News Article | December 6, 2016
Global Marketing Communications Company Moves to Aryaka's Global SD-WAN to Connect Offices in Asia-Pacific to IBM Cloud Services MILPITAS, CA--(Marketwired - Dec 5, 2016) - Aryaka®, the global SD-WAN provider, announced today that Havas, one of the global integrated marketing communications leaders, has made a strategic shift from IP-VPN to Aryaka's global SD-WAN solution to accelerate IBM cloud services access and performance for their offices in the Asia-Pacific region. Havas has operations spread across 100 countries and employs 18,600+ people. In 2015, the company moved from legacy, on-premises collaboration tools to IBM's cloud-based productivity and social collaboration platform. Havas was experiencing performance issues when accessing the cloud-based platform over the Internet. The company was looking for a solution that could improve access and performance for applications and services on the Cloud, in order to enhance employee productivity in Asia-Pacific. "Emails and file transfers were slow, while voice and video quality suffered. Latency and packet loss over the Internet were huge bottlenecks to accessing cloud applications," said Ivan Glaser, Chief Information Officer - Asia-Pacific at Havas. The company added special emphasis on the importance of agility (organizations cannot afford to wait months for installation as in the case of MPLS deployments) and scalability (in terms of adding more bandwidth and/or sites on the global network). Havas decided to trial Aryaka's global SD-WAN, and started with a no-obligation Proof-of-Concept for their offices located in Beijing and Shanghai, to the IBM cloud datacenter in Amsterdam. The company achieved the following benefits after deploying Aryaka: "We approached Aryaka to address application performance challenges we were facing in Asia-Pacific. We ran a POC from Beijing and Shanghai to Amsterdam, and were extremely happy with what we saw," said Glaser. "We were up and running within a week, and applications performed up to seven times faster. Overall, it was a huge win for us! Aryaka's solution is agile, scalable, cost-effective, and enables IT to support productivity needs of our global workforce." "The Internet is often the performance killer when global businesses migrate their mission-critical applications to the cloud," said Ashwath Nagaraj, Aryaka's Founder and CTO. "Aryaka's global SD-WAN combines private network connectivity with WAN Optimization to solve this problem, delivering performance for applications migrated to the cloud. We are thrilled Havas was able to reap the full benefits of their IBM cloud implementation using Aryaka." Havas is one of the world's largest global communications groups. Founded in 1835 in Paris, the Group now employs 18,000 people in over 100 countries. The company is committed to being the world's best company at creating meaningful connections between people and brands through creativity, media and innovation. Havas has two major divisions -- Havas Creative Group which includes one global creative network, several creative micro networks (Havas Health, BETC, Arnold, FullSix) and many specialized agencies and Havas Media Group which is made up of four main networks: Havas Media, Arena Media, Forward Media, and Havas Sports & Entertainment. Aryaka's global SD-WAN provides optimized, software-defined network connectivity and application acceleration to globally distributed enterprises. Aryaka's services have over 10 million users across more than 4,500 sites. Leading brands such as Skullcandy, Air China, and ThoughtWorks, as well as partners such as Microsoft Azure, AWS, Intelisys, and SK Broadband, have all chosen Aryaka for their enterprise-grade networking needs. To learn more, visit www.aryaka.com. Follow us on Twitter, Facebook, YouTube and LinkedIn.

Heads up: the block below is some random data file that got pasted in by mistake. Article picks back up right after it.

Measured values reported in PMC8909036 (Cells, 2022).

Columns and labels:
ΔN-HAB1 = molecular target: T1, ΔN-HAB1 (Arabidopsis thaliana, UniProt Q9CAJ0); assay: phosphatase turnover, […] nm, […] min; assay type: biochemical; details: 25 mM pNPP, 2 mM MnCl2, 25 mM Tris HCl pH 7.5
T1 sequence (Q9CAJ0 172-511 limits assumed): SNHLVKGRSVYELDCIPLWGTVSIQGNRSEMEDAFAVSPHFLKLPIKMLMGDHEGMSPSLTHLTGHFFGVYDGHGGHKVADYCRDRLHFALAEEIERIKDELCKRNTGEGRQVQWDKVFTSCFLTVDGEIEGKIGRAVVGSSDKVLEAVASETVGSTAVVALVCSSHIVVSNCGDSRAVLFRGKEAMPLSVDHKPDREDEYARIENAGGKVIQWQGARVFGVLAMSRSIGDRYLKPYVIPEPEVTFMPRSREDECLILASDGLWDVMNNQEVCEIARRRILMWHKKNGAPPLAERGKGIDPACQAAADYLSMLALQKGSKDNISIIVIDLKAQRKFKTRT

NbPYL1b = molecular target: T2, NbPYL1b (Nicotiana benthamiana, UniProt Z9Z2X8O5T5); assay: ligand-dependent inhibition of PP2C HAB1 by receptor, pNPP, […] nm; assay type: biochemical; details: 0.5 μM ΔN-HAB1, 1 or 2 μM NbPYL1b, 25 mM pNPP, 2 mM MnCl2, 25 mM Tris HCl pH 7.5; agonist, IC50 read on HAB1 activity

News Article | November 8, 2016